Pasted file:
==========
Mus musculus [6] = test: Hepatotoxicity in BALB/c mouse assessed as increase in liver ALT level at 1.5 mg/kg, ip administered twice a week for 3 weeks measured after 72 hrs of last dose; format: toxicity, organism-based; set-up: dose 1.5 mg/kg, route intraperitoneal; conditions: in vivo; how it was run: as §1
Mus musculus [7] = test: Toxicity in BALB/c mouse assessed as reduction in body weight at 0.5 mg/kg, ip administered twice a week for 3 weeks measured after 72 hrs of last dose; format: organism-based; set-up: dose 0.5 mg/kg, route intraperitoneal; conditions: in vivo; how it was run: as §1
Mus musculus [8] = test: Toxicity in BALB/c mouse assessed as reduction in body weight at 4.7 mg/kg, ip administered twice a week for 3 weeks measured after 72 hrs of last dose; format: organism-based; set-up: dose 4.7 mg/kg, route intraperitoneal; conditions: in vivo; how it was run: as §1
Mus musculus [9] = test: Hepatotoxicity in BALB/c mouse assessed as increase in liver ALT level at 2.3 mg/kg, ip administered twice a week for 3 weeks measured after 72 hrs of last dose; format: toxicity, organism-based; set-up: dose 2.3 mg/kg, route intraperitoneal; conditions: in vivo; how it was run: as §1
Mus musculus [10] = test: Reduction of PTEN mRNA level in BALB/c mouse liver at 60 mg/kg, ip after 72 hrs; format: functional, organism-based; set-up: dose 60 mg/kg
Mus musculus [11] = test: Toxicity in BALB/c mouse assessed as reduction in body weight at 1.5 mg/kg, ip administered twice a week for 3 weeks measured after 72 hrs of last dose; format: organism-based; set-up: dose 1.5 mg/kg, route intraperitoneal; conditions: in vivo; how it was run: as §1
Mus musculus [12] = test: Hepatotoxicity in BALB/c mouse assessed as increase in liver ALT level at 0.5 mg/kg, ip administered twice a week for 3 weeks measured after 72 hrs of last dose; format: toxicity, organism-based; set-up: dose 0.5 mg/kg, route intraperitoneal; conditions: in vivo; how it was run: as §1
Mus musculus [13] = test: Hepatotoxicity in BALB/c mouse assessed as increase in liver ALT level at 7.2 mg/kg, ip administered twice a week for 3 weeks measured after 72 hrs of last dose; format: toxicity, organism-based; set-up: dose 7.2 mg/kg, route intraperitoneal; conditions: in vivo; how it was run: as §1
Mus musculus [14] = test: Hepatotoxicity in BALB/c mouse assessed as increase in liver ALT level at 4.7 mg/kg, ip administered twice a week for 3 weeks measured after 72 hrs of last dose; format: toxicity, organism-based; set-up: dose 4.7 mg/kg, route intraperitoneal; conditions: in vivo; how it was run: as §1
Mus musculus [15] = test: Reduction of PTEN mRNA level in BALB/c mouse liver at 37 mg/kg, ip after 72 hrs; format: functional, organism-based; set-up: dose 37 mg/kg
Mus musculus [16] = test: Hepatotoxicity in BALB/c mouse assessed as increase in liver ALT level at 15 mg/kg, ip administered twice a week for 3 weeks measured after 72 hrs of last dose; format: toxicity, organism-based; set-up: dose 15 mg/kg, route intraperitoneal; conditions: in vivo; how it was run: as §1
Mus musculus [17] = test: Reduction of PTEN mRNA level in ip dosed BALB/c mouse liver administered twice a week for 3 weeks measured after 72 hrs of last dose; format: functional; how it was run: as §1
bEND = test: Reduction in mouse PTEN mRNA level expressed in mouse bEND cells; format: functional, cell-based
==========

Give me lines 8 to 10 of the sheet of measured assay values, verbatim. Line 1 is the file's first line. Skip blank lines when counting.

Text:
Mus musculus [13] = test: Hepatotoxicity in BALB/c mouse assessed as increase in liver ALT level at 7.2 mg/kg, ip administered twice a week for 3 weeks measured after 72 hrs of last dose; format: toxicity, organism-based; set-up: dose 7.2 mg/kg, route intraperitoneal; conditions: in vivo; how it was run: as §1
Mus musculus [14] = test: Hepatotoxicity in BALB/c mouse assessed as increase in liver ALT level at 4.7 mg/kg, ip administered twice a week for 3 weeks measured after 72 hrs of last dose; format: toxicity, organism-based; set-up: dose 4.7 mg/kg, route intraperitoneal; conditions: in vivo; how it was run: as §1
Mus musculus [15] = test: Reduction of PTEN mRNA level in BALB/c mouse liver at 37 mg/kg, ip after 72 hrs; format: functional, organism-based; set-up: dose 37 mg/kg